Saturday, April 02, 2016

The Follies Of Youth: Tourist tax

You need to be careful that things don't come back and bite you. In a multimedia era, even one at the end of the last century, there may be something lurking which can cause embarrassment. Ask Inma Benito, the president of the Mallorca Hoteliers Federation and one of the principal opponents of the tourist tax.

A clip was hauled out from the film archives of Spanish television earlier this week. The year was 1998. It featured a researcher from the University of the Balearic Islands: Inma Benito. She was involved with tourism courses in Menorca at the time and in the clip she says that it would be positive if a tourist tax were to be introduced. There was a market disposed to paying a tax. The price had to be reasonable, but the market would be willing to pay it. Indeed, a market that was not well disposed towards a tourist tax would not be interesting for the Balearics.

Oh, the follies of youth. Benito has laughed it all off. After twenty years in the hotel and tourism sector one sees things differently. She hadn't remembered saying it. There again, she hadn't had any opportunity to study a tax.

Well, it was twenty years ago (or eighteen to be exact) and opinions can and do change, especially when you have been a career administrator with the hoteliers federation for as long as Inma has been. But there was one aspect of what she said which did rather touch a nerve: it was the thing about not being interested in a market that was not disposed to paying a tax. The unspoken message here was one that was widely discussed at the time and was to be a backdrop to the introduction of the old eco-tax: the "quality" of the tourist.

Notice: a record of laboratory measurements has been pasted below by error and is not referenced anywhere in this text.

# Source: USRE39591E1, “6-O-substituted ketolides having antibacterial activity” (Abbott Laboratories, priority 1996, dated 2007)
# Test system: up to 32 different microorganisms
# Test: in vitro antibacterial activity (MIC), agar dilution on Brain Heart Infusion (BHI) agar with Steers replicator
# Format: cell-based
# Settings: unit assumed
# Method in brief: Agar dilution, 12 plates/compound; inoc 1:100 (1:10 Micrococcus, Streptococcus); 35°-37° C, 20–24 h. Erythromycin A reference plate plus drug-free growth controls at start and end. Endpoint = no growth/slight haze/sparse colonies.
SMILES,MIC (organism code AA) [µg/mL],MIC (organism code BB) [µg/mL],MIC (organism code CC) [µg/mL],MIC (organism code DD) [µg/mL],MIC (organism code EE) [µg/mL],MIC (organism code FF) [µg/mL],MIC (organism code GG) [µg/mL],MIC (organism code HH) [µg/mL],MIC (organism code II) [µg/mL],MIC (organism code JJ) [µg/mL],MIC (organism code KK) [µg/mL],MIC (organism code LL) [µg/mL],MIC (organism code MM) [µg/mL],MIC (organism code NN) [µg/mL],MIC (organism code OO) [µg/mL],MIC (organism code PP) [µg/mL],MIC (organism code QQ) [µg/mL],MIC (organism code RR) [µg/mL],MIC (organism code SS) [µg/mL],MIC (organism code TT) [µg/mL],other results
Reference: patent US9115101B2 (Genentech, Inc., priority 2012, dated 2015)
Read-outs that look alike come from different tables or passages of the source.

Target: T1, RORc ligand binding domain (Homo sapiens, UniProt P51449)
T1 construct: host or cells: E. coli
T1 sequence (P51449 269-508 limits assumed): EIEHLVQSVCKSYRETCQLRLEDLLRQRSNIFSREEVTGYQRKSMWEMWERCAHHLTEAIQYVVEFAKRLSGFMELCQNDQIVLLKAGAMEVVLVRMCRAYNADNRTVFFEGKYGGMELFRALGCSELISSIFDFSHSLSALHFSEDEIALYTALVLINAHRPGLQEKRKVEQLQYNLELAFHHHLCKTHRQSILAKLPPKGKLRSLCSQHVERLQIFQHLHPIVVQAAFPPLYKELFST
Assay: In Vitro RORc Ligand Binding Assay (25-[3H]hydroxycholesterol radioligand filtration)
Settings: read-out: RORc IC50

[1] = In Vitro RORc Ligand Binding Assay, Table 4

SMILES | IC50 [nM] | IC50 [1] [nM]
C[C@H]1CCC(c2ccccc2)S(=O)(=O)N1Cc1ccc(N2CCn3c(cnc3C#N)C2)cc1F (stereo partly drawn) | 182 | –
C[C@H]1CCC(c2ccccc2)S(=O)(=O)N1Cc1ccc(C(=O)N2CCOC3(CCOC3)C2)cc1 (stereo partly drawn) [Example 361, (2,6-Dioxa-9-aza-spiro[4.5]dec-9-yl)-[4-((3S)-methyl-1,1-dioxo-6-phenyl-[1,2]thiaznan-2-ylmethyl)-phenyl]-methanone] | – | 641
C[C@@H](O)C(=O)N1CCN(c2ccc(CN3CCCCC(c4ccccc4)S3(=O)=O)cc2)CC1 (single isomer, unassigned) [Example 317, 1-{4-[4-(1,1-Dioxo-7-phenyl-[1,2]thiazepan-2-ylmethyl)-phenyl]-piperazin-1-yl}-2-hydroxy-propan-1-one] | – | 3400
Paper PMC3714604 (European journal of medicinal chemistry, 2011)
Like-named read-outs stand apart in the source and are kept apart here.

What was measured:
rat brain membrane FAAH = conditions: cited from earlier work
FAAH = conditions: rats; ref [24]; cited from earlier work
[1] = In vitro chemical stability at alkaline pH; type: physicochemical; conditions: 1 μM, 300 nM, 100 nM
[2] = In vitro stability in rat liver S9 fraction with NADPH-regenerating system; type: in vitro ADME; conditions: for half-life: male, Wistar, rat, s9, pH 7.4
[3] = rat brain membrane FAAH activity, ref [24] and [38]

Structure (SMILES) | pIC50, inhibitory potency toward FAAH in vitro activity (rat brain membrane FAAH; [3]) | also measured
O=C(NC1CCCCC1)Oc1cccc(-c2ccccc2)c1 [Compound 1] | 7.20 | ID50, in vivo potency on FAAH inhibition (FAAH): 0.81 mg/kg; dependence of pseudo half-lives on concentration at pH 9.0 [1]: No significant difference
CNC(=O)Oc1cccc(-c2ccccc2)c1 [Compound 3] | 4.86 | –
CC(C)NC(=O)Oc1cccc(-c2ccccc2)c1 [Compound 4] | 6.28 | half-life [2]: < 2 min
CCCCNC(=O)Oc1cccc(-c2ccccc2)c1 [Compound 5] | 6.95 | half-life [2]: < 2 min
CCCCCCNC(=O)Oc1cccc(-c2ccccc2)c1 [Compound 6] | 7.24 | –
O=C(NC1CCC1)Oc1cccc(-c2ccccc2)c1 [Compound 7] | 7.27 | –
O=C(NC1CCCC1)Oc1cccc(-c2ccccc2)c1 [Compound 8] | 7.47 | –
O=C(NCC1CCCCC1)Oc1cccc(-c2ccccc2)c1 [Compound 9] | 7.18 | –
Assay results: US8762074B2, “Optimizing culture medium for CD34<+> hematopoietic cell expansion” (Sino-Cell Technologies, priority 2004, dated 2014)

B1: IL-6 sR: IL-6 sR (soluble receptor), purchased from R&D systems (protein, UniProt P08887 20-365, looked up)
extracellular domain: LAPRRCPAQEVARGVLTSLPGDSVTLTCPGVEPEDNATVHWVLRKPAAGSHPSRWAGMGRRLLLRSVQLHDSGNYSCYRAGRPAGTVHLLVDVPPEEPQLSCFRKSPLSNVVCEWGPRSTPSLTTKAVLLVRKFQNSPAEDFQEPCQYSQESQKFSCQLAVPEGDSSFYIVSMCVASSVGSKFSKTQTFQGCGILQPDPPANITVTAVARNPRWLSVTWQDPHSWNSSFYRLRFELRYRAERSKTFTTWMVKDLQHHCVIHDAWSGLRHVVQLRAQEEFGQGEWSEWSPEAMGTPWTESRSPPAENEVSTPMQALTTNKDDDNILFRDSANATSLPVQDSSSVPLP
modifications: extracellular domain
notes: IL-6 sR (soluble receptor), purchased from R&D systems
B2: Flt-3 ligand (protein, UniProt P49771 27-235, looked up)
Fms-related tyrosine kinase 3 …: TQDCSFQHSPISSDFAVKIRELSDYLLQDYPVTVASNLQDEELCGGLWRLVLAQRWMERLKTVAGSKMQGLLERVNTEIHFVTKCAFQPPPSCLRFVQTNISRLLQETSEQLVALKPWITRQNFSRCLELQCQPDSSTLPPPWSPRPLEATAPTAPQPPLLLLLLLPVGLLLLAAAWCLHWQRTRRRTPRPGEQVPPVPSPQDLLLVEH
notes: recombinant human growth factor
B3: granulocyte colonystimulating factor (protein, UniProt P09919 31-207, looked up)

The insinuation of what this meant was not to be lost on the German market in particular, especially when Maria Munar was championing greater quality among the tourist class. And associated with this was the whole issue of tourism numbers. It is remarkable how things just keep coming around. In parliament on Thursday the issue was raised once again. Does the government wish to place a ceiling on the number of tourists? Biel Barceló has suggested that it does, while on another occasion having said that it would not be feasible to do so.

Benito's pro-tax declaration was not the only interesting aspect of this trip down television lane. There was also Francesc Antich (PSOE), to become president in 1999, referring to the need for a tax in order to change the model of growth. For that, one can read Biel Barceló's present-day change of economic model.

The narrative hasn't changed, only certain people's opinions. Inma is often photographed laughing.

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